17. Judith Ellis (ed.), Keeping Archives, 2nd edition, W D Thorpe, Port Melbourne, 1993, Chapter 8, p.223.
  18. The 1857 correspondence between Neumayer and the Chief Secretary is captured and documented in:
    VPRS 1189 Inwards Correspondence of the Chief Secretary's Office, Unit 744, 1857/8840, Letters re the Observatory
    VPRS 1187 Register of Letters Sent, 1857
    VPRS 1186 Inwards Correspondence Registers, 1857
    VPRS 1411 Index to Letters Received, 1857
    VPRS 1188 Index to Letters Sent, 1855-59
    Public Record Office of Victoria Series System
    Public Record Office of Victoria, Summary Guide, 1990
  19. As explored further in: Sue McKemmish, 'Are Records Ever Actual?' in Sue McKemmish and Michael Piggott, The Records Continuum: Ian Maclean and Australian Archives first fifty years, Ancora Press in association with Australian Archives, Clayton, 1994, pp.187-203.
  20. Chris Hurley explored these issues in the Masters teaching program at Monash University, especially through the distance education subject, LAR 5530 Managing the Records Continuum, developed by Sue McKemmish and Frank Upward, with critical inputs from Chris. See also his forthcoming article referenced in Endnote 2.
  21. Terry Cook, 'Archives in the post-custodial world: interaction of archival theory and practice since the publication of the Dutch Manual in 1898', paper delivered to the XIII International Congress on Archives, Beijing, 1996.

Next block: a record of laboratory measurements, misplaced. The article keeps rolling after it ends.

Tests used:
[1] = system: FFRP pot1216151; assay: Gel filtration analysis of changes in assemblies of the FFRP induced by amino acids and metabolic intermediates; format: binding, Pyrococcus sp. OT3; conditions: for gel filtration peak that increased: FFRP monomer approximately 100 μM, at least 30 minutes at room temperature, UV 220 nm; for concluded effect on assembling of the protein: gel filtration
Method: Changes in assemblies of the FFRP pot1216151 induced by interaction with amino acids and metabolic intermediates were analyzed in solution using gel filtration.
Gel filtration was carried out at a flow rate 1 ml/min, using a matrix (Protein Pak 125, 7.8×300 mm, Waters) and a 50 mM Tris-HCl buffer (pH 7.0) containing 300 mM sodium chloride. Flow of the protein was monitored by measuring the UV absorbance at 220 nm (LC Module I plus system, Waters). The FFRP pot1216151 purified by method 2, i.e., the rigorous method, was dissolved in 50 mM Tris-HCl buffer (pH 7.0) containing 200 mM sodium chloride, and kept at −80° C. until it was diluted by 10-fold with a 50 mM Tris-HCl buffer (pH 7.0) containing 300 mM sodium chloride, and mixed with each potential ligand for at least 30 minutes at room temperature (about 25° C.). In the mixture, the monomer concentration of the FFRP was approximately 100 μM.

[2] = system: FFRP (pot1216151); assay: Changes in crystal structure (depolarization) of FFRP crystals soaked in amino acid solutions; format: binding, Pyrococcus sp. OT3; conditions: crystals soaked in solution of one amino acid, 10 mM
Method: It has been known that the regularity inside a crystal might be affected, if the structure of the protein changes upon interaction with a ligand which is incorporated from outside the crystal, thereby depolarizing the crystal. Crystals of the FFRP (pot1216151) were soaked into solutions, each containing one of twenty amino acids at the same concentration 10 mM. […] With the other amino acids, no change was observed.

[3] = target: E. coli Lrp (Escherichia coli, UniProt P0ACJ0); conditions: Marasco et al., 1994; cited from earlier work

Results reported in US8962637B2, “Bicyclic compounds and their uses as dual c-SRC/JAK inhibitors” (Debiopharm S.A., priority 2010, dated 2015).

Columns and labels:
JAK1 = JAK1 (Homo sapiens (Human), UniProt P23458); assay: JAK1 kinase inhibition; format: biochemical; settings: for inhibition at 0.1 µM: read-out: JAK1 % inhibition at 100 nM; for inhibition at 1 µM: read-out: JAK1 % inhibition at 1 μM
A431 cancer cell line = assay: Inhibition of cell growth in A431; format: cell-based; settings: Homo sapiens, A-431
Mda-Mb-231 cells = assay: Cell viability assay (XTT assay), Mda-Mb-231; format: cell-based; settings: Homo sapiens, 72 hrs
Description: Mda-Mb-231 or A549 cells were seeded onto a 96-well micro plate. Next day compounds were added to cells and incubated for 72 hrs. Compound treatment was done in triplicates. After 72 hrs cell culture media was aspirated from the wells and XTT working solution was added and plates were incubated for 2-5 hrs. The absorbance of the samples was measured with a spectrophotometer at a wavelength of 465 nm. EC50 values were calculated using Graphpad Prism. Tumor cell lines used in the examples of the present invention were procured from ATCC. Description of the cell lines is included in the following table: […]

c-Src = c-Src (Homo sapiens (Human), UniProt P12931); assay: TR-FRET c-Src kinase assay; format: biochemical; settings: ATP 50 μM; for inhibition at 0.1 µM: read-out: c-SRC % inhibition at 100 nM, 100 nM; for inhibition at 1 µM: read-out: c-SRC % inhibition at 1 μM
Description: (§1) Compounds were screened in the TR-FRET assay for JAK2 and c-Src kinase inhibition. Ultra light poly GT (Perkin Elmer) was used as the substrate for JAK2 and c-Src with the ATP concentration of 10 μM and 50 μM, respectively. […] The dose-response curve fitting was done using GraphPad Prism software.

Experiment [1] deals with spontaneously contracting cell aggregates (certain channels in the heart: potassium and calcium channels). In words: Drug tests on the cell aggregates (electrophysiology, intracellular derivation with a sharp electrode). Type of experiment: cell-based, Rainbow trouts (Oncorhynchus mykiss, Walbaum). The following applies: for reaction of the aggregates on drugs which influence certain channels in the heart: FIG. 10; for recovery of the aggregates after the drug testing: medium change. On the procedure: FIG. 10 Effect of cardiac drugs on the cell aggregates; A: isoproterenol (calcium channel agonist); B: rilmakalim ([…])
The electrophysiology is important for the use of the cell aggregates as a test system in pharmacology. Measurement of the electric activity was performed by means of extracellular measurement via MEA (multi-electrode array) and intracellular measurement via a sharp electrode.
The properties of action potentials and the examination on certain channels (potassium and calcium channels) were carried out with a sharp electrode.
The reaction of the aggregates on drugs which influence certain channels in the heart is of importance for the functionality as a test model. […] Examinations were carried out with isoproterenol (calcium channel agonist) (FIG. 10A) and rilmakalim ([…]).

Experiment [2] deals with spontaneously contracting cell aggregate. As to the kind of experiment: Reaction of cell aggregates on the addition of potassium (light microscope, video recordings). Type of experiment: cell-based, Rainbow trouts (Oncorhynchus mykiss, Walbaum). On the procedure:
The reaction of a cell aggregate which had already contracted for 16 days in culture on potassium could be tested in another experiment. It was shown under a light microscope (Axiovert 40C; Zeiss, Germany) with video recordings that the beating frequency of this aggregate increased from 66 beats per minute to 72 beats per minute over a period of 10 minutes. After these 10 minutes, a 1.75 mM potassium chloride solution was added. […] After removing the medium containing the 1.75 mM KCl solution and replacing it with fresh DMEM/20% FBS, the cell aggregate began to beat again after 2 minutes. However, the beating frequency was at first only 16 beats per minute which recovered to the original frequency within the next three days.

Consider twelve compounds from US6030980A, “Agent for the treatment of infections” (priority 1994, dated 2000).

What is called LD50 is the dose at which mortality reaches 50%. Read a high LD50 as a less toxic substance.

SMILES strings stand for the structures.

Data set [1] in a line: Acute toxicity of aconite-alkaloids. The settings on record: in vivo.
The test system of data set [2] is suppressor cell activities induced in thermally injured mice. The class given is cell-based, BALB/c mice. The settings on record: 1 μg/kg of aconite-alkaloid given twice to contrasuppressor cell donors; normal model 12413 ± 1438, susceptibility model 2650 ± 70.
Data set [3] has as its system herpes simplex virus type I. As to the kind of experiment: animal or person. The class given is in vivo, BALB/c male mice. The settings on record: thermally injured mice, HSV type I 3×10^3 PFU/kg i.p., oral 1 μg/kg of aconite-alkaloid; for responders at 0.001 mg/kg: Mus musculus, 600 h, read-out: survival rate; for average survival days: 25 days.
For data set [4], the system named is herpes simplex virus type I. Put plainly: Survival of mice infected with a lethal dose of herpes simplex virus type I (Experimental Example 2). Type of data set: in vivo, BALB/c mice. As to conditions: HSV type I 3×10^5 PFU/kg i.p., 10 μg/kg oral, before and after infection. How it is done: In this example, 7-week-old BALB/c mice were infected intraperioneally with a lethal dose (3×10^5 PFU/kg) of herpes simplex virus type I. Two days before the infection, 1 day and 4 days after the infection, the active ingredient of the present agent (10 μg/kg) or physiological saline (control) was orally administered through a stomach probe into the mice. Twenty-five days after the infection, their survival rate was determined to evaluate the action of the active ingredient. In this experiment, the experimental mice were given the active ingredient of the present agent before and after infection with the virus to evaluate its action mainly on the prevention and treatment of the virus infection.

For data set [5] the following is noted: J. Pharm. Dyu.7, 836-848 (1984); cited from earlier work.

22. The Project Objectives and Methodology are detailed in the Application and Research Plan for the Strategic Partnership with Industry – Research and Training (SPIRT) Support in 1998: Recordkeeping metadata standards for managing and accessing information resources in networked environments over time for government, commerce, social and cultural purposes. See
  23. University of British Columbia, 'The Preservation and Integrity of Electronic Records': University of Pittsburgh, 'Functional Requirements for Evidence in Recordkeeping' project, Business Acceptable Communications model:
  24. For further elaboration of this view, see Barbara Reed's article, 'Metadata: core record or core business', Archives and Manuscripts, Vol 25, No 2, Nov 1997, pp.218-41.
  25. 1999 Large Research Grant Application, 'Metadata architecture to support persistence of essential evidence of business, social and cultural activity in distributed networked environments', February 1998 (Chief Investigators: Barbara Reed and Sue McKemmish).